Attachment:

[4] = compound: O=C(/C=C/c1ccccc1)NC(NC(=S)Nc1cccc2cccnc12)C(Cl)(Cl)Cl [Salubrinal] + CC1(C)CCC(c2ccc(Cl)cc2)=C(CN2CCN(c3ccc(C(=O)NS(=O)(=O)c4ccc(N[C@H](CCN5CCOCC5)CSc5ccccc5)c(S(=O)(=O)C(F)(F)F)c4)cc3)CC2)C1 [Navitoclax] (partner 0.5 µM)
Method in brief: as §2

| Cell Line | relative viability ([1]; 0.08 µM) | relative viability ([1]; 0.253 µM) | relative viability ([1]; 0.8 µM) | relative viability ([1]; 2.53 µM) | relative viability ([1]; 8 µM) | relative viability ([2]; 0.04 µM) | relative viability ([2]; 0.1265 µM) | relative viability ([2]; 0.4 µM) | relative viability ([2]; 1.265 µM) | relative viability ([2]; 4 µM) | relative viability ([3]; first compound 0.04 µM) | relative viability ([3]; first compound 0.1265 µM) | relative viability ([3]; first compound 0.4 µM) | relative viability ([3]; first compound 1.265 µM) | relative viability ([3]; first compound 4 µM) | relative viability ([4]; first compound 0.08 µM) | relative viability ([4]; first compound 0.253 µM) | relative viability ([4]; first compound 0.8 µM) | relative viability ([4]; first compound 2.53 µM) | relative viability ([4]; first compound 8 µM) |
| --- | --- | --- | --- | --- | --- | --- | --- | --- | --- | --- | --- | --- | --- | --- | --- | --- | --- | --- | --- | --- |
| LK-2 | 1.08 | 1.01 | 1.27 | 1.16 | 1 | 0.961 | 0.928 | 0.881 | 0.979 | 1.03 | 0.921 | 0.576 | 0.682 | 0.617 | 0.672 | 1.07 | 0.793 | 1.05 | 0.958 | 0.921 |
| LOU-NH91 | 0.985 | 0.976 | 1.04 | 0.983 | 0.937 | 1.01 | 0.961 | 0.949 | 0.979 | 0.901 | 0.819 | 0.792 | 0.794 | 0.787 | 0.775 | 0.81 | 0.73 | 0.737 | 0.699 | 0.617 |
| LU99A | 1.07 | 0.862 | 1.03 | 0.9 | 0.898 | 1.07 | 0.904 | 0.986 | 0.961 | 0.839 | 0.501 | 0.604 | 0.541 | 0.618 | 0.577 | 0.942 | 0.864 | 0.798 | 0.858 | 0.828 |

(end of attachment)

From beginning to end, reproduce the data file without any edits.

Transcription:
[4] = compound: O=C(/C=C/c1ccccc1)NC(NC(=S)Nc1cccc2cccnc12)C(Cl)(Cl)Cl [Salubrinal] + CC1(C)CCC(c2ccc(Cl)cc2)=C(CN2CCN(c3ccc(C(=O)NS(=O)(=O)c4ccc(N[C@H](CCN5CCOCC5)CSc5ccccc5)c(S(=O)(=O)C(F)(F)F)c4)cc3)CC2)C1 [Navitoclax] (partner 0.5 µM)
Method in brief: as §2

| Cell Line | relative viability ([1]; 0.08 µM) | relative viability ([1]; 0.253 µM) | relative viability ([1]; 0.8 µM) | relative viability ([1]; 2.53 µM) | relative viability ([1]; 8 µM) | relative viability ([2]; 0.04 µM) | relative viability ([2]; 0.1265 µM) | relative viability ([2]; 0.4 µM) | relative viability ([2]; 1.265 µM) | relative viability ([2]; 4 µM) | relative viability ([3]; first compound 0.04 µM) | relative viability ([3]; first compound 0.1265 µM) | relative viability ([3]; first compound 0.4 µM) | relative viability ([3]; first compound 1.265 µM) | relative viability ([3]; first compound 4 µM) | relative viability ([4]; first compound 0.08 µM) | relative viability ([4]; first compound 0.253 µM) | relative viability ([4]; first compound 0.8 µM) | relative viability ([4]; first compound 2.53 µM) | relative viability ([4]; first compound 8 µM) |
| --- | --- | --- | --- | --- | --- | --- | --- | --- | --- | --- | --- | --- | --- | --- | --- | --- | --- | --- | --- | --- |
| LK-2 | 1.08 | 1.01 | 1.27 | 1.16 | 1 | 0.961 | 0.928 | 0.881 | 0.979 | 1.03 | 0.921 | 0.576 | 0.682 | 0.617 | 0.672 | 1.07 | 0.793 | 1.05 | 0.958 | 0.921 |
| LOU-NH91 | 0.985 | 0.976 | 1.04 | 0.983 | 0.937 | 1.01 | 0.961 | 0.949 | 0.979 | 0.901 | 0.819 | 0.792 | 0.794 | 0.787 | 0.775 | 0.81 | 0.73 | 0.737 | 0.699 | 0.617 |
| LU99A | 1.07 | 0.862 | 1.03 | 0.9 | 0.898 | 1.07 | 0.904 | 0.986 | 0.961 | 0.839 | 0.501 | 0.604 | 0.541 | 0.618 | 0.577 | 0.942 | 0.864 | 0.798 | 0.858 | 0.828 |